I like a drink. Be that a cup of tea or coffee or an alcoholic drink (depends on the situation). I’m very partial to red wine (a strong flavoured, tannic, spicy Italian), a champagne, cocktails, craft beers, and gin. Definitely Craft Beers and Gin.
As well as enjoying a drink, I also like to learn. Learn what I like and don’t.
What works and doesn’t.
What kind of cocktails I like (spicy, dark, heady or sour, smoky, salty – definitely nothing sweet).
What beers I like (Pale Ale, Stout, Sour).
That in turn then sparks the questions in my mind
How are they made?
What are the ingredients?
What makes them different from others of the same kind/category?
Tours and tuition
So I have in the past done brewery tours (in the UK, Ireland, Belgium), vineyard tours (in the UK, Europe, US) and Rum distillery’s (Caribbean). But my main reason for doing them was for fun (and maybe to get a little drunk).
Many of them had the same focus. Talk through the process, discuss mainly machinery, rooms, progression of process, then route to market (bottle, can, cask, keg).
But things started to change a few years ago. I did a vineyard tour (Stanlake Park) where it was informative, I learned the process, but also I learned what makes their wines different to others. Why they had chosen the varietals of grape etc.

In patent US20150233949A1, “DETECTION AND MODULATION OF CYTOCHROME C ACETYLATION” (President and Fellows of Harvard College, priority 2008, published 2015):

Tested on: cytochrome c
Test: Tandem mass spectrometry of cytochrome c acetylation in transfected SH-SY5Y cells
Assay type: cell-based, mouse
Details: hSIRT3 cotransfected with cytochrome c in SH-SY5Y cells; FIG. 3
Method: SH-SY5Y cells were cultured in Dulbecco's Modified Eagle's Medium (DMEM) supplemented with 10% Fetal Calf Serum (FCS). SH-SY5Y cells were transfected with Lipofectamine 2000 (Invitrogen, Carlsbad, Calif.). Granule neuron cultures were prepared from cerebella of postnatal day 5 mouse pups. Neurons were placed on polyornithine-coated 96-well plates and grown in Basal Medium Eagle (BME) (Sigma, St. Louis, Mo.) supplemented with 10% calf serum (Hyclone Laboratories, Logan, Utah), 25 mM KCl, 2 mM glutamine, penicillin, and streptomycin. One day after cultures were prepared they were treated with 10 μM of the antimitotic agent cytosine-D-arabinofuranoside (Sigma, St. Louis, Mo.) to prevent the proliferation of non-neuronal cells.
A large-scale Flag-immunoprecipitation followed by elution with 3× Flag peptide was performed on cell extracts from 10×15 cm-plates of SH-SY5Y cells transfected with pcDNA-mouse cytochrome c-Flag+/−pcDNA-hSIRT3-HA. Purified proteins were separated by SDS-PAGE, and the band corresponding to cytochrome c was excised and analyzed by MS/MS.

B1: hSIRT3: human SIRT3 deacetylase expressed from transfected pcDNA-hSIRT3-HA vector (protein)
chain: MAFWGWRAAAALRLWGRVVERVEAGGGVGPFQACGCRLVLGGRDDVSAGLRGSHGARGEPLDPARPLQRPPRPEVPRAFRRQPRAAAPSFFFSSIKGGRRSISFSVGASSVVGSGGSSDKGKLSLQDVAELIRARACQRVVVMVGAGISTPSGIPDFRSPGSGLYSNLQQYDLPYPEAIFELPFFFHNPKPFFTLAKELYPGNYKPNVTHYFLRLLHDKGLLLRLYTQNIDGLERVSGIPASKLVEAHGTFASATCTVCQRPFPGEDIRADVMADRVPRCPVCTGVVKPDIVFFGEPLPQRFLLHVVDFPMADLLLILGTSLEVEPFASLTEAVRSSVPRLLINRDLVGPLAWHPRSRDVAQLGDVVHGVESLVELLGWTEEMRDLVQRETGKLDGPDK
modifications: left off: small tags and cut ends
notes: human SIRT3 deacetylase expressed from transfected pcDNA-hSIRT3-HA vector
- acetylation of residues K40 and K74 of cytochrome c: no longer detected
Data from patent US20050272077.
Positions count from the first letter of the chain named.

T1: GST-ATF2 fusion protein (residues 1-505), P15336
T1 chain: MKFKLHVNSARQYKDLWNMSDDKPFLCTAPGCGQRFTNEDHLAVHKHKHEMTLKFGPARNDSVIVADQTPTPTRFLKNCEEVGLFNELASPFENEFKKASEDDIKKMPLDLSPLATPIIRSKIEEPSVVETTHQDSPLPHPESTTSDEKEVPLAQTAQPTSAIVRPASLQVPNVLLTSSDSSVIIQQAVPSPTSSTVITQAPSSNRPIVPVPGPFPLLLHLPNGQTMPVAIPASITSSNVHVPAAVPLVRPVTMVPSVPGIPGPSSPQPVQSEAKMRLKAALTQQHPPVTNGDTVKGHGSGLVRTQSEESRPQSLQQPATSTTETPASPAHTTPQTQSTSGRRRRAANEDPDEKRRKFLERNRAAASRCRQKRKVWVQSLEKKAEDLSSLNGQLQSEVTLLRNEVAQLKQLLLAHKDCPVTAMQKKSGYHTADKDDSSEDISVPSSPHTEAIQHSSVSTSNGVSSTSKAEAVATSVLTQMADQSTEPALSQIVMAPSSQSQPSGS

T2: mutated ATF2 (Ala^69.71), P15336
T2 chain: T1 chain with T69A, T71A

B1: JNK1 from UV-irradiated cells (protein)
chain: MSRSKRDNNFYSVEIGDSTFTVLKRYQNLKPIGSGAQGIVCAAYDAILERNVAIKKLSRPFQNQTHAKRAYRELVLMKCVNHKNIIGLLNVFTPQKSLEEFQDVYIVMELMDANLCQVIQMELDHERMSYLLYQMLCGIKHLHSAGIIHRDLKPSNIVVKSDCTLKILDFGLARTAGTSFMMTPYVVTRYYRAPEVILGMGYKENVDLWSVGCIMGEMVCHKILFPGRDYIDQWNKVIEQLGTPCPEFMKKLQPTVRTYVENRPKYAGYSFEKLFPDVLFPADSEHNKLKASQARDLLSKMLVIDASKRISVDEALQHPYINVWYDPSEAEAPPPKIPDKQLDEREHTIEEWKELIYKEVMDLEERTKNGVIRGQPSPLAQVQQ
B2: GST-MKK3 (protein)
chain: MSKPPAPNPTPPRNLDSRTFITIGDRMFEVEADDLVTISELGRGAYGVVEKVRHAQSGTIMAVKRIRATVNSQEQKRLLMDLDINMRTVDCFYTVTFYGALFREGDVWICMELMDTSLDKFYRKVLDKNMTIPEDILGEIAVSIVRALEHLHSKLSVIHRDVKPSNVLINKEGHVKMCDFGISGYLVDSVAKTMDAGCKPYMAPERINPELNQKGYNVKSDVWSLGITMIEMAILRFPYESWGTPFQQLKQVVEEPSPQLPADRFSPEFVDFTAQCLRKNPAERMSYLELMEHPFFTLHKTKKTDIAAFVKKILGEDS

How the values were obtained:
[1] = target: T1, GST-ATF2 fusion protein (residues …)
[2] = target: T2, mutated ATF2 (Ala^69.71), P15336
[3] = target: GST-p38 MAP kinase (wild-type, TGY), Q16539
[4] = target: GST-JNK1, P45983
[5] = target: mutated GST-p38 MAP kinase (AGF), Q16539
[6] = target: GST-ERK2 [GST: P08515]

Recently I have done two brewery tours (Double Barrelled, Siren Craft Brew). Both of which (in addition to the process) explained their story, why they do what they do, what their choice of beers say of them, how they reflect their choices and personalities, how they choose names.
Yesterday I went to a Gin distillery (Bombay Sapphire) and learned the story, the naming of the stills, the regeneration of the site, size and scale of business and process.
I have more brewery tours booked in the coming weeks. Deliberately I have not reviewed or discussed in detail the tours. This is because I enjoyed them all. All were informative. All had good tastings (and some tap rooms) at the end.
So I recommend that you go visit, have a tour, have a tasting. Enjoy yourself and learn more. Can there be a more fun way to learn?